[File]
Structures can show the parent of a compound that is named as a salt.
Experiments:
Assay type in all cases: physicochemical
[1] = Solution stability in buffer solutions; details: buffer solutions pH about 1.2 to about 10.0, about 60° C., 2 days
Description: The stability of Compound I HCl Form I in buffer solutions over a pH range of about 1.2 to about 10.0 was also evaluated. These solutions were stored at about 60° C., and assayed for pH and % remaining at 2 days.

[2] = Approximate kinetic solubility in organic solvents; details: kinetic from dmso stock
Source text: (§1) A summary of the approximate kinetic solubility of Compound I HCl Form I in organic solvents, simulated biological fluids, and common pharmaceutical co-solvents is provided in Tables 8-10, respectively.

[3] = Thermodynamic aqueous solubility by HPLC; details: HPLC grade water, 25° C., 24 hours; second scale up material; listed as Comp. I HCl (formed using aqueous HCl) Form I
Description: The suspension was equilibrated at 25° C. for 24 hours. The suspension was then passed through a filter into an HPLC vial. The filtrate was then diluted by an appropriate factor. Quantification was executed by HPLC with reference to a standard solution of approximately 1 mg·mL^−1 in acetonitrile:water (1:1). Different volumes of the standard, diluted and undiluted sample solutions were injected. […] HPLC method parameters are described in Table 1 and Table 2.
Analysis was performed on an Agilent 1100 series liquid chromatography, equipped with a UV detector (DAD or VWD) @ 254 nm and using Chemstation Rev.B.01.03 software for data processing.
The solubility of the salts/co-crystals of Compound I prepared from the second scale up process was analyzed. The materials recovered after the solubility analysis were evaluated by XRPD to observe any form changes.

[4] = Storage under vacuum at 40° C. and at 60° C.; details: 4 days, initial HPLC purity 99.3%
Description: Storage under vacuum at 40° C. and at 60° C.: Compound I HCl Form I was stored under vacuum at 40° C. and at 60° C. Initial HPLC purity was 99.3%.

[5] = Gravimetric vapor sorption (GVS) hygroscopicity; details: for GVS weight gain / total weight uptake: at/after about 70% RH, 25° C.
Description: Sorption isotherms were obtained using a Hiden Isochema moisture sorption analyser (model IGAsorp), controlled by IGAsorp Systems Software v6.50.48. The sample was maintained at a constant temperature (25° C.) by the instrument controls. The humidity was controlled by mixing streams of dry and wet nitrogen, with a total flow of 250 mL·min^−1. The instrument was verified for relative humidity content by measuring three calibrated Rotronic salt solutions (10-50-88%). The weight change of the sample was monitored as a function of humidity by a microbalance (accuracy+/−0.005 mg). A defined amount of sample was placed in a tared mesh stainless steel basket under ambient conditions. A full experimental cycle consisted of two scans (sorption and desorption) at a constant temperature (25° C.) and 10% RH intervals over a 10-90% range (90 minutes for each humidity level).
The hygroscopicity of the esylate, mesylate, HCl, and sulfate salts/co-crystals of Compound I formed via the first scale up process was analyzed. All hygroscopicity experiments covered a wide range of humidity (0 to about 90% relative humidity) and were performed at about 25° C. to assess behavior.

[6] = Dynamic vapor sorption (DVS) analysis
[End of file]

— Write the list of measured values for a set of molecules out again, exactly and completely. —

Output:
Structures can show the parent of a compound that is named as a salt.
Experiments:
Assay type in all cases: physicochemical
[1] = Solution stability in buffer solutions; details: buffer solutions pH about 1.2 to about 10.0, about 60° C., 2 days
Description: The stability of Compound I HCl Form I in buffer solutions over a pH range of about 1.2 to about 10.0 was also evaluated. These solutions were stored at about 60° C., and assayed for pH and % remaining at 2 days.

[2] = Approximate kinetic solubility in organic solvents; details: kinetic from dmso stock
Source text: (§1) A summary of the approximate kinetic solubility of Compound I HCl Form I in organic solvents, simulated biological fluids, and common pharmaceutical co-solvents is provided in Tables 8-10, respectively.

[3] = Thermodynamic aqueous solubility by HPLC; details: HPLC grade water, 25° C., 24 hours; second scale up material; listed as Comp. I HCl (formed using aqueous HCl) Form I
Description: The suspension was equilibrated at 25° C. for 24 hours. The suspension was then passed through a filter into an HPLC vial. The filtrate was then diluted by an appropriate factor. Quantification was executed by HPLC with reference to a standard solution of approximately 1 mg·mL^−1 in acetonitrile:water (1:1). Different volumes of the standard, diluted and undiluted sample solutions were injected. […] HPLC method parameters are described in Table 1 and Table 2.
Analysis was performed on an Agilent 1100 series liquid chromatography, equipped with a UV detector (DAD or VWD) @ 254 nm and using Chemstation Rev.B.01.03 software for data processing.
The solubility of the salts/co-crystals of Compound I prepared from the second scale up process was analyzed. The materials recovered after the solubility analysis were evaluated by XRPD to observe any form changes.

[4] = Storage under vacuum at 40° C. and at 60° C.; details: 4 days, initial HPLC purity 99.3%
Description: Storage under vacuum at 40° C. and at 60° C.: Compound I HCl Form I was stored under vacuum at 40° C. and at 60° C. Initial HPLC purity was 99.3%.

[5] = Gravimetric vapor sorption (GVS) hygroscopicity; details: for GVS weight gain / total weight uptake: at/after about 70% RH, 25° C.
Description: Sorption isotherms were obtained using a Hiden Isochema moisture sorption analyser (model IGAsorp), controlled by IGAsorp Systems Software v6.50.48. The sample was maintained at a constant temperature (25° C.) by the instrument controls. The humidity was controlled by mixing streams of dry and wet nitrogen, with a total flow of 250 mL·min^−1. The instrument was verified for relative humidity content by measuring three calibrated Rotronic salt solutions (10-50-88%). The weight change of the sample was monitored as a function of humidity by a microbalance (accuracy+/−0.005 mg). A defined amount of sample was placed in a tared mesh stainless steel basket under ambient conditions. A full experimental cycle consisted of two scans (sorption and desorption) at a constant temperature (25° C.) and 10% RH intervals over a 10-90% range (90 minutes for each humidity level).
The hygroscopicity of the esylate, mesylate, HCl, and sulfate salts/co-crystals of Compound I formed via the first scale up process was analyzed. All hygroscopicity experiments covered a wide range of humidity (0 to about 90% relative humidity) and were performed at about 25° C. to assess behavior.

[6] = Dynamic vapor sorption (DVS) analysis